A number of seemingly healthy patients were referred to our office with elevated FT3 and normal or high TSH. Our objective was to find the cause of this laboratory and clinical discrepancy.
We assessed FT3 levels on a smaller and a larger sample. Smaller sample were 10 outpatients referred to us. Larger sample consisted of 1048 outpatient FT3 and TSH results conducted between January and June 2018. Larger sample was not routinely seen by our service and consisted of test results requested by any provider. FT3 and TSH were measured by immunoassay using Beckman Coulter DXI (Beckman Coulter Inc.,Brea,CA) with manufacturer supplied references, FT3: 2.5-3.9pg/mL, TSH: 0.34-5.60µIU/ml.
10 patients with elevated FT3 and normal or high TSH were seen. Repeat thyroid function tests, anti-thyroid antibodies and thyroid ultrasound showed no evidence of thyroid disease. Larger sample showed 139 elevated FT3 with low TSH, 682 normal FT3 and TSH, 81 low FT3 and high TSH, and all were classified as appropriate. 3 had low FT3 and low TSH, 12 low FT3 and normal TSH and were also classified as appropriate. 121 had elevated free T3 with normal TSH, 10 elevated free T3 and high TSH and were classified as inappropriate. 131 out of 1048 samples(12.5%) were inappropriate. We re-evaluated our data by adjusting the upper limit of reference range from another laboratory using the same immunoassay for FT3. When using the upper reference from Mayo Clinic of 4.4pg/mL, the abnormal finding of high FT3 and high or normal TSH was reduced to 41 samples(3.9%).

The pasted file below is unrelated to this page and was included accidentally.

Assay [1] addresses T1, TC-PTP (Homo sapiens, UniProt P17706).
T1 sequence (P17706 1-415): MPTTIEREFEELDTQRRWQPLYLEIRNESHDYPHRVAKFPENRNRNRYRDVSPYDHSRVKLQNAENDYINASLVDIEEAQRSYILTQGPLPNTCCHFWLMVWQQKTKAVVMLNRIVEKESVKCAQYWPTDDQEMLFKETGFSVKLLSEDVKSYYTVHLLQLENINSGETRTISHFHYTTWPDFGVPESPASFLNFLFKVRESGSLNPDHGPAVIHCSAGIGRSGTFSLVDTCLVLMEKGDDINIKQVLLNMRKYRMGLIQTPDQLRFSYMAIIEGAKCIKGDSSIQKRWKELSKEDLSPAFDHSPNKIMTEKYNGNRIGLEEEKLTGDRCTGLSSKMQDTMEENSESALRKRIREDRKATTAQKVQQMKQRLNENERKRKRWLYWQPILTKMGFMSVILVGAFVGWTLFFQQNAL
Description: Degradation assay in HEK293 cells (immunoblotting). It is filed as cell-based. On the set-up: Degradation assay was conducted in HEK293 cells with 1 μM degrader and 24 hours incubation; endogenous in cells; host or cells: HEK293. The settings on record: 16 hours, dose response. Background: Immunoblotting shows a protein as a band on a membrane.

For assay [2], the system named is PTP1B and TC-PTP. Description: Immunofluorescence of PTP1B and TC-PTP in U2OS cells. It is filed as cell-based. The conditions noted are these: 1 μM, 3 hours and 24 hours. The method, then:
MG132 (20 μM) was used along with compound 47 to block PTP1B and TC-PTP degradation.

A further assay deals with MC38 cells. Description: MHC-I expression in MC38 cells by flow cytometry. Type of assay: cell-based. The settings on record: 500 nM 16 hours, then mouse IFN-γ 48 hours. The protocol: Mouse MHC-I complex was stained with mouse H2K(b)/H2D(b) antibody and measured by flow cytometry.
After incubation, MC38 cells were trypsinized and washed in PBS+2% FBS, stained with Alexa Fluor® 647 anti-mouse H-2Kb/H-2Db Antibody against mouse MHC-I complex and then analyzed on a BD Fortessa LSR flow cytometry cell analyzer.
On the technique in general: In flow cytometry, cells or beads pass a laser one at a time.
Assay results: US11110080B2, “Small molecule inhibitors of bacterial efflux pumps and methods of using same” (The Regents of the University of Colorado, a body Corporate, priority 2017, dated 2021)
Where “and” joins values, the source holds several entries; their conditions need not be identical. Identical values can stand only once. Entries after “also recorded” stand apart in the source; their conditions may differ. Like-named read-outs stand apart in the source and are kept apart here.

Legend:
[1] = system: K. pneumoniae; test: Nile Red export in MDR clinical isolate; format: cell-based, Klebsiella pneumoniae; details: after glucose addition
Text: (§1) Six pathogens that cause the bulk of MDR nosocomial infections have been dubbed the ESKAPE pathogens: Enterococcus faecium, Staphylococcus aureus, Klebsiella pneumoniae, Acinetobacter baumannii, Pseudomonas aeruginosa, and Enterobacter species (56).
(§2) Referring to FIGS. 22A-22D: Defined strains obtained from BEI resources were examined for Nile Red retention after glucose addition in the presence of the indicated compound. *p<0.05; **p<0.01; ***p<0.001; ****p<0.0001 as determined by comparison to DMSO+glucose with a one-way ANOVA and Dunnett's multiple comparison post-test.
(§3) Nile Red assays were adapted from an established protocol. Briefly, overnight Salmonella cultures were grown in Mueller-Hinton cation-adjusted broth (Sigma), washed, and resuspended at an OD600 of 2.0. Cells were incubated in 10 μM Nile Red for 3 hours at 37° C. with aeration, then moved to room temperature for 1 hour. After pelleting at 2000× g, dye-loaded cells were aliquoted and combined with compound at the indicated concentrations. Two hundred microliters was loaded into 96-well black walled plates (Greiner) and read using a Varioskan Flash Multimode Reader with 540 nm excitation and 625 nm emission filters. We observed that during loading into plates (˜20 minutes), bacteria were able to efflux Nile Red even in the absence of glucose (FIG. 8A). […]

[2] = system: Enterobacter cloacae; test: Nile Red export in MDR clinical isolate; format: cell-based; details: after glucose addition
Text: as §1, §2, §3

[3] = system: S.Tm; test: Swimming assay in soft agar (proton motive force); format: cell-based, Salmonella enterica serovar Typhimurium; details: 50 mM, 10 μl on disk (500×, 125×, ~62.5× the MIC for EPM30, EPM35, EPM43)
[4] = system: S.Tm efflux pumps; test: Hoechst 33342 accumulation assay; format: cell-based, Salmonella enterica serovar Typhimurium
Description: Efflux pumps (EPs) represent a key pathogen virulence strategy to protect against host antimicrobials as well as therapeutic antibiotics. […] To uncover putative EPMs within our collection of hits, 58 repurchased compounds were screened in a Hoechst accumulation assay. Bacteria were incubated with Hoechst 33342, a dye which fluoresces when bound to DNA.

High FT3 with normal or high TSH can be seen in thyroid hormone resistance and central hyperthyroidism. They are rare and unlikely to explain our finding of 12.5% of samples with high FT3 and normal or high TSH. We discovered there was a formulation change with Beckman Coulter FT3 kits in 2015 with an upward shift in FT3 that was expected to be maintained for all future lots. Our lab tested 20 reference samples per EP28-A3c guideline to verify the manufacturer suggested FT3 reference range in use prior to the formulation change and concluded that no adjustment of the reference was required. We do not know how Mayo Clinic selected the 4.4pg/mL as the upper limit of normal range, however, it reduced our abnormally elevated free T3 results to a acceptable level.